Blue is making a car-color come-back. But yellow is gaining ground with motoring non-conformists.
So says Alan Eggly, asenior color and trim designer.
Before, if you saw a yellow vehicle, it was a school bus, taxi or sports car. Now, yellow -- from bold to subtle hues -- leadsMotor Company's vehicle color palette for 2002, says Mr. Eggly.
“In the past, it was rare to see yellow on anything but a Mustang or Ferrari,” he says. “However, now yellow is popular on SUVs, trucks and other youth-oriented cars.”
He says yellow attracts extroverts and individualists.
Others, too. A salesman at Les Stanford Chevrolet dealership in Dearborn, MI, says that, from his experience, the “typical” buyer of a yellow Corvette “is a middle-age guy who’s recently divorced and announcing to the world that he’s available.”
And for the not-so-bold? Blue is back. A spectrum of blues will replace green as a favorite, according to Ford’s color and trim forecasters.
Green gained popularity beginning in the earth-tone early ’90s. But color preferences come and go...and often come back again.
Two exceptions: white and black. They may be the plain vanilla and chocolate of the auto industry. But they’re also old standbys that never really fall out of favor with car buyers, says a spokesman for Dupont Automotive, an auto paint supplier.
Color and trim designers spend 11-18 months researching color trends in fashion, furniture and other industries. They then translate those trends into the hot new vehicle colors.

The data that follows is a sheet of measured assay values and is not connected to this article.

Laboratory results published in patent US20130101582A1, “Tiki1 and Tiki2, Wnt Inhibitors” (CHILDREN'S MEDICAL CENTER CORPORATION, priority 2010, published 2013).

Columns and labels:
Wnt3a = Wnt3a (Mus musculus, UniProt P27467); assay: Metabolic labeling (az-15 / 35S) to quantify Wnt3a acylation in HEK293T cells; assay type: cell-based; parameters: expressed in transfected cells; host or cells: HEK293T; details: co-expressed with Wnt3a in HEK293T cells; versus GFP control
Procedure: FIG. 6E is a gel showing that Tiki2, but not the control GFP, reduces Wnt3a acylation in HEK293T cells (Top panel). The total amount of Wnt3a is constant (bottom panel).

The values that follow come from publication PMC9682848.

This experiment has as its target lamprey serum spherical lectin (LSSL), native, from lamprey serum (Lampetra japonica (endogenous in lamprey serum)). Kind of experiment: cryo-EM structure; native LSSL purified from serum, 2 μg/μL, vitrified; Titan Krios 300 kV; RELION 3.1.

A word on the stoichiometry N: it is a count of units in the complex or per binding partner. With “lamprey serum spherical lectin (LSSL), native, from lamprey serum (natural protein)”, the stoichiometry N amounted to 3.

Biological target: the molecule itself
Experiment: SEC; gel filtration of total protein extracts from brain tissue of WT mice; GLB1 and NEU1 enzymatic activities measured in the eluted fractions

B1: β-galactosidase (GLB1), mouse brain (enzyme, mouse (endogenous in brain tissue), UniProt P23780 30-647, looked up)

Ford’s designers don’t make these trend predictions alone. Paint suppliers, such as Dupont, are a great source of knowledge because they not only know the popular trends, but they supply paint to multiple auto manufacturers and keep tabs on which direction everyone is heading.
Fashion trends are the important predictor. Runways not only foretell the latest colors and fabrics, they also determine what color will look hot on a vehicle and what texture fabric will feel great inside.
“Fashion is an important industry to watch because it acts as a catalyst for other industries,” says Mr. Eggly. “Once a trend has been established in fashion, if it is successful for a period of time, it is expanded to durable, longer-lasting items. So, for instance, we're seeing the bold popular colors for clothing in recent years translate to cars and trucks.”
What’s the popular vehicle color trend of the future? “Think Orange ‘Crush’ can,” says Mr. Eggly.
Indeed, in recent years many automakers’ unveiled concept cars have been coated in eye-catching – or, in some cases, blinding -- orange.
One of those was Subaru’s STX concept crossover vehicle, shown last year at the Chicago Auto Show. Subaru designer Brenda Roberts said at the time, “If there is a color that represents the new millennium, it’s orange. It’s really an optimistic color.”
Beware though. Orange cars could turn into pumpkins if the market isn’t ready for them.